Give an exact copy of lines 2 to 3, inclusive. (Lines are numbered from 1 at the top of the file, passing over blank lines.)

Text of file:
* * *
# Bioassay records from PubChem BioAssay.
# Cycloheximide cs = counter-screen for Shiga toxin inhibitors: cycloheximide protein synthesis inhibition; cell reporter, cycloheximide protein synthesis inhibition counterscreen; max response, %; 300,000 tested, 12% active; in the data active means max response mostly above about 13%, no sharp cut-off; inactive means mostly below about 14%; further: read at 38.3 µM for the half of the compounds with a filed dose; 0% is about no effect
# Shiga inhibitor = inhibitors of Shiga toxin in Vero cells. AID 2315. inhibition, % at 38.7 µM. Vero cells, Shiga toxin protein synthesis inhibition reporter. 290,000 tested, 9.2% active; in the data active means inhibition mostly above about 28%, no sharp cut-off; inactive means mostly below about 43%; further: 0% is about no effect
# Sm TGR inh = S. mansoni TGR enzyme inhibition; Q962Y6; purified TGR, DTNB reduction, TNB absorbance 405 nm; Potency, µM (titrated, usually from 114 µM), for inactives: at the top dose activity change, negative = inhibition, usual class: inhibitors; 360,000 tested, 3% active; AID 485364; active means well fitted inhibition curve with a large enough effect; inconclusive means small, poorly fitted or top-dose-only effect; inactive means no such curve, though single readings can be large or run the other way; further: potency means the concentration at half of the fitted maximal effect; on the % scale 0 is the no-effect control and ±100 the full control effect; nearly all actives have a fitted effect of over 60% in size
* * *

# Cycloheximide cs = counter-screen for Shiga toxin inhibitors: cycloheximide protein synthesis inhibition; cell reporter, cycloheximide protein synthesis inhibition counterscreen; max response, %; 300,000 tested, 12% active; in the data active means max response mostly above about 13%, no sharp cut-off; inactive means mostly below about 14%; further: read at 38.3 µM for the half of the compounds with a filed dose; 0% is about no effect
# Shiga inhibitor = inhibitors of Shiga toxin in Vero cells. AID 2315. inhibition, % at 38.7 µM. Vero cells, Shiga toxin protein synthesis inhibition reporter. 290,000 tested, 9.2% active; in the data active means inhibition mostly above about 28%, no sharp cut-off; inactive means mostly below about 43%; further: 0% is about no effect